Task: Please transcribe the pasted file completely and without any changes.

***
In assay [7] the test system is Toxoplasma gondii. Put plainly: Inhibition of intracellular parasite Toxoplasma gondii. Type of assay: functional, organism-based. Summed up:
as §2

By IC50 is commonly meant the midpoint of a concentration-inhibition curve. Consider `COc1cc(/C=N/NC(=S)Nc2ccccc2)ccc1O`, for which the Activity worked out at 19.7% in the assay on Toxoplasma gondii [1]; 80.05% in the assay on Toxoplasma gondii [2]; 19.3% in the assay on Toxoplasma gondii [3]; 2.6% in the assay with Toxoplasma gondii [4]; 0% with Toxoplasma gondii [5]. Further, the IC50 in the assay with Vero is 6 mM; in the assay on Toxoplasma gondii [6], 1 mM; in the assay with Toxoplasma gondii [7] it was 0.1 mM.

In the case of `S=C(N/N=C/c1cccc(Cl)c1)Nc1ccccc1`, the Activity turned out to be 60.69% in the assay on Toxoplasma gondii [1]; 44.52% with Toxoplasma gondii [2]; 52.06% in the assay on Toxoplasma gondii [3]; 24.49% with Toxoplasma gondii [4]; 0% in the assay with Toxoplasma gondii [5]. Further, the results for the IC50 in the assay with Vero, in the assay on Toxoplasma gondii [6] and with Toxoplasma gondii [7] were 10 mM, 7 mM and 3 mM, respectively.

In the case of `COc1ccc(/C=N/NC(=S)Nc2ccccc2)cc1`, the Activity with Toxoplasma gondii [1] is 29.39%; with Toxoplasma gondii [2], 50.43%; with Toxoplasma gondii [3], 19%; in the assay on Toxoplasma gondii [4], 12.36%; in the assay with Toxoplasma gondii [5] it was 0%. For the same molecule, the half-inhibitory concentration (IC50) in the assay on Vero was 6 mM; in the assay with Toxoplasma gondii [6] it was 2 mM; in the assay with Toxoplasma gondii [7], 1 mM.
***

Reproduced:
In assay [7] the test system is Toxoplasma gondii. Put plainly: Inhibition of intracellular parasite Toxoplasma gondii. Type of assay: functional, organism-based. Summed up:
as §2

By IC50 is commonly meant the midpoint of a concentration-inhibition curve. Consider `COc1cc(/C=N/NC(=S)Nc2ccccc2)ccc1O`, for which the Activity worked out at 19.7% in the assay on Toxoplasma gondii [1]; 80.05% in the assay on Toxoplasma gondii [2]; 19.3% in the assay on Toxoplasma gondii [3]; 2.6% in the assay with Toxoplasma gondii [4]; 0% with Toxoplasma gondii [5]. Further, the IC50 in the assay with Vero is 6 mM; in the assay on Toxoplasma gondii [6], 1 mM; in the assay with Toxoplasma gondii [7] it was 0.1 mM.

In the case of `S=C(N/N=C/c1cccc(Cl)c1)Nc1ccccc1`, the Activity turned out to be 60.69% in the assay on Toxoplasma gondii [1]; 44.52% with Toxoplasma gondii [2]; 52.06% in the assay on Toxoplasma gondii [3]; 24.49% with Toxoplasma gondii [4]; 0% in the assay with Toxoplasma gondii [5]. Further, the results for the IC50 in the assay with Vero, in the assay on Toxoplasma gondii [6] and with Toxoplasma gondii [7] were 10 mM, 7 mM and 3 mM, respectively.

In the case of `COc1ccc(/C=N/NC(=S)Nc2ccccc2)cc1`, the Activity with Toxoplasma gondii [1] is 29.39%; with Toxoplasma gondii [2], 50.43%; with Toxoplasma gondii [3], 19%; in the assay on Toxoplasma gondii [4], 12.36%; in the assay with Toxoplasma gondii [5] it was 0%. For the same molecule, the half-inhibitory concentration (IC50) in the assay on Vero was 6 mM; in the assay with Toxoplasma gondii [6] it was 2 mM; in the assay with Toxoplasma gondii [7], 1 mM.